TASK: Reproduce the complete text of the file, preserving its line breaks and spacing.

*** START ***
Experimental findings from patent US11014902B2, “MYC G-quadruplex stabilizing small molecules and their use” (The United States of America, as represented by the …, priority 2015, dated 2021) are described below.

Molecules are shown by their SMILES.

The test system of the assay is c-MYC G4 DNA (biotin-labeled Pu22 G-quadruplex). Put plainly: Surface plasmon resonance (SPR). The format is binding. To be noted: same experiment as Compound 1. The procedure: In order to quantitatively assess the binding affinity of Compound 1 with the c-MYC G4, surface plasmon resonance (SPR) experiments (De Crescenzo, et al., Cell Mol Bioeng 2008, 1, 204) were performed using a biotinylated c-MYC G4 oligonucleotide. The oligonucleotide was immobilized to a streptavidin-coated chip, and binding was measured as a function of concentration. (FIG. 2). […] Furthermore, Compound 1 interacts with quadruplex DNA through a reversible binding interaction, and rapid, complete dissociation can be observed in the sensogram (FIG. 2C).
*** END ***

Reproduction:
Experimental findings from patent US11014902B2, “MYC G-quadruplex stabilizing small molecules and their use” (The United States of America, as represented by the …, priority 2015, dated 2021) are described below.

Molecules are shown by their SMILES.

The test system of the assay is c-MYC G4 DNA (biotin-labeled Pu22 G-quadruplex). Put plainly: Surface plasmon resonance (SPR). The format is binding. To be noted: same experiment as Compound 1. The procedure: In order to quantitatively assess the binding affinity of Compound 1 with the c-MYC G4, surface plasmon resonance (SPR) experiments (De Crescenzo, et al., Cell Mol Bioeng 2008, 1, 204) were performed using a biotinylated c-MYC G4 oligonucleotide. The oligonucleotide was immobilized to a streptavidin-coated chip, and binding was measured as a function of concentration. (FIG. 2). […] Furthermore, Compound 1 interacts with quadruplex DNA through a reversible binding interaction, and rapid, complete dissociation can be observed in the sensogram (FIG. 2C).